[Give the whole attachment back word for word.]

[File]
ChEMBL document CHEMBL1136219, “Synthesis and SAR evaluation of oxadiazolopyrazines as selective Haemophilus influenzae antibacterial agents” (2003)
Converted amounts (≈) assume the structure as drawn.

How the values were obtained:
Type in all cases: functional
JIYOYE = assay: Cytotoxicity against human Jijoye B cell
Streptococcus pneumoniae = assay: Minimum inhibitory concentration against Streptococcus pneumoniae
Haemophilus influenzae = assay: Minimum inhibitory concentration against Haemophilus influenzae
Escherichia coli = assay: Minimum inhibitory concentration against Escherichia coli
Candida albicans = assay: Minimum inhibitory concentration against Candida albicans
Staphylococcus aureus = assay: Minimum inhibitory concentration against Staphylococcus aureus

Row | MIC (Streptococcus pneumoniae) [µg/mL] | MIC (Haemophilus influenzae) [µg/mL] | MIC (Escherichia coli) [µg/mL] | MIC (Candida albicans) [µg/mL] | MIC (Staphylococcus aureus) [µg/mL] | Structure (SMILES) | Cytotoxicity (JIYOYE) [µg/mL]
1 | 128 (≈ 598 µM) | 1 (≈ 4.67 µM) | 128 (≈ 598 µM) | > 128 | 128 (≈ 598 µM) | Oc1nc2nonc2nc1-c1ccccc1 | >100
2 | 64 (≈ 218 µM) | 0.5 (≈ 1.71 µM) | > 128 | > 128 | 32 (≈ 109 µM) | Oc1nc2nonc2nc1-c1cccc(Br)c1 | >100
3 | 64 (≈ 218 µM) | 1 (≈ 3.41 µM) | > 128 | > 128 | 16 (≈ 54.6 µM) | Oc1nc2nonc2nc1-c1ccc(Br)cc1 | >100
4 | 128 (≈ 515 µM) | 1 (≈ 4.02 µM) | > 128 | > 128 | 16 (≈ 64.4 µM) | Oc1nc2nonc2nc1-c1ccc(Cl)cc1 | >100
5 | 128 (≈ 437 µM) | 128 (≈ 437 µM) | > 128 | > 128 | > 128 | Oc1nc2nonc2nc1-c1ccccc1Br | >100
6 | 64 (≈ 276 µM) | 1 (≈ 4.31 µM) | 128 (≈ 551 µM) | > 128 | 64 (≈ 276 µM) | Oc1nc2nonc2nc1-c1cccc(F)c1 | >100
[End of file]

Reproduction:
ChEMBL document CHEMBL1136219, “Synthesis and SAR evaluation of oxadiazolopyrazines as selective Haemophilus influenzae antibacterial agents” (2003)
Converted amounts (≈) assume the structure as drawn.

How the values were obtained:
Type in all cases: functional
JIYOYE = assay: Cytotoxicity against human Jijoye B cell
Streptococcus pneumoniae = assay: Minimum inhibitory concentration against Streptococcus pneumoniae
Haemophilus influenzae = assay: Minimum inhibitory concentration against Haemophilus influenzae
Escherichia coli = assay: Minimum inhibitory concentration against Escherichia coli
Candida albicans = assay: Minimum inhibitory concentration against Candida albicans
Staphylococcus aureus = assay: Minimum inhibitory concentration against Staphylococcus aureus

Row | MIC (Streptococcus pneumoniae) [µg/mL] | MIC (Haemophilus influenzae) [µg/mL] | MIC (Escherichia coli) [µg/mL] | MIC (Candida albicans) [µg/mL] | MIC (Staphylococcus aureus) [µg/mL] | Structure (SMILES) | Cytotoxicity (JIYOYE) [µg/mL]
1 | 128 (≈ 598 µM) | 1 (≈ 4.67 µM) | 128 (≈ 598 µM) | > 128 | 128 (≈ 598 µM) | Oc1nc2nonc2nc1-c1ccccc1 | >100
2 | 64 (≈ 218 µM) | 0.5 (≈ 1.71 µM) | > 128 | > 128 | 32 (≈ 109 µM) | Oc1nc2nonc2nc1-c1cccc(Br)c1 | >100
3 | 64 (≈ 218 µM) | 1 (≈ 3.41 µM) | > 128 | > 128 | 16 (≈ 54.6 µM) | Oc1nc2nonc2nc1-c1ccc(Br)cc1 | >100
4 | 128 (≈ 515 µM) | 1 (≈ 4.02 µM) | > 128 | > 128 | 16 (≈ 64.4 µM) | Oc1nc2nonc2nc1-c1ccc(Cl)cc1 | >100
5 | 128 (≈ 437 µM) | 128 (≈ 437 µM) | > 128 | > 128 | > 128 | Oc1nc2nonc2nc1-c1ccccc1Br | >100
6 | 64 (≈ 276 µM) | 1 (≈ 4.31 µM) | 128 (≈ 551 µM) | > 128 | 64 (≈ 276 µM) | Oc1nc2nonc2nc1-c1cccc(F)c1 | >100